The Peabody Opera Theatre put on a production of John Blow’s opera Venus and Adonis in conjunction with the Peabody Historical Performance Department on Feb. 17. The performance took place at Theatre Project, a small performing arts center located a 15-minute walk north of the Peabody Institute.
Venus and Adonis is often thought to be the oldest surviving English opera, originally composed circa 1683, but the students of the Peabody Opera Theatre have seamlessly brought it before the modern audience.
The story is based on the Greek myth of the titular Venus and Adonis, with Venus being the Roman goddess of love and beauty and Adonis her mortal lover. One day, Venus convinces her lover to go on a boar hunt. However, on this hunt, Adonis is tragically gored by the wild boar and returns only to die in Venus’ arms. As Venus cries over Adonis’ body, she creates the anemone flower.
The performance opened with three arias by Henry Purcell, a contemporary of Blow. The pieces performed were “Shake the cloud from off your brow,” “Pursue thy conquest love” and “Oft she visits this loved mountain” from Dido and Aeneas, another opera telling a classical story of tragic lovers. Each piece was stunningly performed by one of the three sopranos who played the roles of the Three Graces that evening: junior Ashley Huber, graduate student Kristen Sullivan and graduate student Grace Herron.
Then the story of Venus and Adonis began. What I didn’t expect was just how humorous and fun this opera was to watch. The story is timeless, in the way of many classical myths, and the musicians took real ownership of their roles. Their control of the sound of the music made me feel completely immersed in the emotions and world of the opera.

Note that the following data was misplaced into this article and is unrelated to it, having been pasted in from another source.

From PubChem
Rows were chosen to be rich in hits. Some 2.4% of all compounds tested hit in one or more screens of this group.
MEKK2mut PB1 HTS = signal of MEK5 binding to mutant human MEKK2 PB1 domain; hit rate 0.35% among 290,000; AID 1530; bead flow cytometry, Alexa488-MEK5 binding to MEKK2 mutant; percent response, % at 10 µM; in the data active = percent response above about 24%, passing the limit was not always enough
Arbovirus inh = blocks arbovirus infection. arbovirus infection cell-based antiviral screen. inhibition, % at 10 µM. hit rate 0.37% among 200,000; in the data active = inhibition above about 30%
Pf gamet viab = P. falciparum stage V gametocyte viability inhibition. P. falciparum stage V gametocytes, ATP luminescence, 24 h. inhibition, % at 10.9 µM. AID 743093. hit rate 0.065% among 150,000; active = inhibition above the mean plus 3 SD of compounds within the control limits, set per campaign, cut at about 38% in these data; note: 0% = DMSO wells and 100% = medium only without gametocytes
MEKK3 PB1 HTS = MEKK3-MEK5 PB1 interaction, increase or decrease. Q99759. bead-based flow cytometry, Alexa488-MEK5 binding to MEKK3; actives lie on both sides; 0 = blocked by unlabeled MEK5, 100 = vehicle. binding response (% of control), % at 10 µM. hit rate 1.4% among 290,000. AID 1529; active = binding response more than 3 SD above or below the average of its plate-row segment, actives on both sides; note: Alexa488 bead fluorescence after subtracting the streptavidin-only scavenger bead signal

A particular delight throughout the opera was the performance of junior Bryce Zimmerman as Cupid. He confidently swaggered about the stage, impishly matchmaking and delighting in stirring up drama with Venus. There were several moments where his actions on stage incurred bouts of laughter from the audience.
Graduate students Lori Perko and TJ Callahan did wonderful jobs as the titular Venus and Adonis. The back and forth of their flirting and cajoling on stage was hugely enjoyable to watch, and their singing was beautiful. Adonis’ voice was warm and full of power, while Venus’ voice was clear and bright.
As I’ve come to expect from Peabody performances, I couldn’t tell the difference between the quality of the students in front of me and those I’ve heard in professional settings. Though I always come in with high expectations, they still manage to blow me away every time. Every one of the singers, from chorus to lead, sounded flawless.
In many solo moments, the musicians sang with a wonderful lightness in the quality of their voices, carrying a bright and pastoral feel. Yet, in the final act of the opera, as Adonis lay dying on the stage, Venus’ solos shook off that carefree lightness for a piercing, rich tone that portrayed all the colors of grief. The united sound of the chorus was wonderfully warm and full, a much-needed balm after the sudden tragic turn of the music and the story.
Additionally, the opera was accompanied by the Peabody Historical Performance Ensemble. They played baroque instruments, including the harpsichord, organ, baroque violin, baroque cello and recorder.
The whole performance was very short, only about one hour in total, but time flew. When Adonis came limping and bloodied onto the stage, I was surprised and sad to realize that the opera was about to reach its close. Throughout the performance, I was laughing, close to tears and utterly enraptured.
Even as someone who doesn’t listen to opera, I absolutely loved this performance. I felt genuinely invested in the story and characters the whole time, and I felt invited to listen to the nuances of emotion and drama in the music in a way that I’d never experienced before. Seeing the musicians perform on stage before me bringing new life to these old pieces and ancient stories was fantastic, and it made me want to attend more performances like this in the future.